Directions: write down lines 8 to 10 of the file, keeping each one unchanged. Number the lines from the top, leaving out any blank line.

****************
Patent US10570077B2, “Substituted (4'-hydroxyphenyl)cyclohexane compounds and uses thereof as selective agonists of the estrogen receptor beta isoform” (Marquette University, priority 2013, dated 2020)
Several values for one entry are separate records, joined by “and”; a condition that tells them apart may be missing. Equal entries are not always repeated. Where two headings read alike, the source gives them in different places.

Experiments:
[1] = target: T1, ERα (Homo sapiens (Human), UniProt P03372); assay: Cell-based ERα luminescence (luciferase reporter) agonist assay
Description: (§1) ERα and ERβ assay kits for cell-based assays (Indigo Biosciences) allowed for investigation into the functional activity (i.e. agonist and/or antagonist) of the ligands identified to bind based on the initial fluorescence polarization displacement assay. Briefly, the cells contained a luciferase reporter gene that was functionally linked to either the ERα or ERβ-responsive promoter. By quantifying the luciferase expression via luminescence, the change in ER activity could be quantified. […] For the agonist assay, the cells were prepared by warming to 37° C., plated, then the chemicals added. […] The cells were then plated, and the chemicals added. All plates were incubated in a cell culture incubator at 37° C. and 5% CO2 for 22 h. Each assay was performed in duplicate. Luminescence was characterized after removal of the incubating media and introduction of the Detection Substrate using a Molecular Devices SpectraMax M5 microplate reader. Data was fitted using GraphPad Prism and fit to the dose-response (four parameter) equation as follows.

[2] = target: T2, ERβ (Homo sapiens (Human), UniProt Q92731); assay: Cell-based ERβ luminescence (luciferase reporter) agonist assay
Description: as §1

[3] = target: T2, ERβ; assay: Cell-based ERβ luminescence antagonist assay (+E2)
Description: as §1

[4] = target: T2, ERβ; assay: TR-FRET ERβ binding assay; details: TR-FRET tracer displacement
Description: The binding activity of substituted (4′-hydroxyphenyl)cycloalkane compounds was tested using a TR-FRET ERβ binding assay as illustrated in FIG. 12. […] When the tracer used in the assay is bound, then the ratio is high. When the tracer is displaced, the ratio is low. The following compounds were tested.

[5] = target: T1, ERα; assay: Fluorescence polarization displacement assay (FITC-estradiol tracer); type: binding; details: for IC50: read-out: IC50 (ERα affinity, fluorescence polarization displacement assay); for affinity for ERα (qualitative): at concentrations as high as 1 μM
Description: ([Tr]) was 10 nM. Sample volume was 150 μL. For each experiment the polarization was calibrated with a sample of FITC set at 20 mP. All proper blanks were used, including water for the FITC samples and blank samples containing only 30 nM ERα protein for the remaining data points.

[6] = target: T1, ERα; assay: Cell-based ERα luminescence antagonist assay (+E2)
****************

[3] = target: T2, ERβ; assay: Cell-based ERβ luminescence antagonist assay (+E2)
Description: as §1

[4] = target: T2, ERβ; assay: TR-FRET ERβ binding assay; details: TR-FRET tracer displacement